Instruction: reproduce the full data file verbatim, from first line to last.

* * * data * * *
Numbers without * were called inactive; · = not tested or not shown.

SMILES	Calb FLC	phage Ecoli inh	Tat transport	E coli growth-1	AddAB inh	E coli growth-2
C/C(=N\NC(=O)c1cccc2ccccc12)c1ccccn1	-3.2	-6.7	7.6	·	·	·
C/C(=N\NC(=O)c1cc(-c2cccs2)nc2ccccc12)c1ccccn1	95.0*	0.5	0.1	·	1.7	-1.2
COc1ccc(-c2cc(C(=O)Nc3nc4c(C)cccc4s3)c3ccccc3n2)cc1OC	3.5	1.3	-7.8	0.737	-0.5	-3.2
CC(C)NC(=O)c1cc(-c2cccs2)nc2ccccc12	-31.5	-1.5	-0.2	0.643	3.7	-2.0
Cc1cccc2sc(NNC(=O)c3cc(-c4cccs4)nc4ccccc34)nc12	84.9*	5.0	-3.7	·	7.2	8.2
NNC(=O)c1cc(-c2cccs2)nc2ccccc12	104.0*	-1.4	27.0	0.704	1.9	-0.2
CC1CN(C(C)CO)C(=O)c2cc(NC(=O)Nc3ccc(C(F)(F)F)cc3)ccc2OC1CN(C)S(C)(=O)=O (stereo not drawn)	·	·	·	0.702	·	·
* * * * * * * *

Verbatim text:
Numbers without * were called inactive; · = not tested or not shown.

SMILES	Calb FLC	phage Ecoli inh	Tat transport	E coli growth-1	AddAB inh	E coli growth-2
C/C(=N\NC(=O)c1cccc2ccccc12)c1ccccn1	-3.2	-6.7	7.6	·	·	·
C/C(=N\NC(=O)c1cc(-c2cccs2)nc2ccccc12)c1ccccn1	95.0*	0.5	0.1	·	1.7	-1.2
COc1ccc(-c2cc(C(=O)Nc3nc4c(C)cccc4s3)c3ccccc3n2)cc1OC	3.5	1.3	-7.8	0.737	-0.5	-3.2
CC(C)NC(=O)c1cc(-c2cccs2)nc2ccccc12	-31.5	-1.5	-0.2	0.643	3.7	-2.0
Cc1cccc2sc(NNC(=O)c3cc(-c4cccs4)nc4ccccc34)nc12	84.9*	5.0	-3.7	·	7.2	8.2
NNC(=O)c1cc(-c2cccs2)nc2ccccc12	104.0*	-1.4	27.0	0.704	1.9	-0.2
CC1CN(C(C)CO)C(=O)c2cc(NC(=O)Nc3ccc(C(F)(F)F)cc3)ccc2OC1CN(C)S(C)(=O)=O (stereo not drawn)	·	·	·	0.702	·	·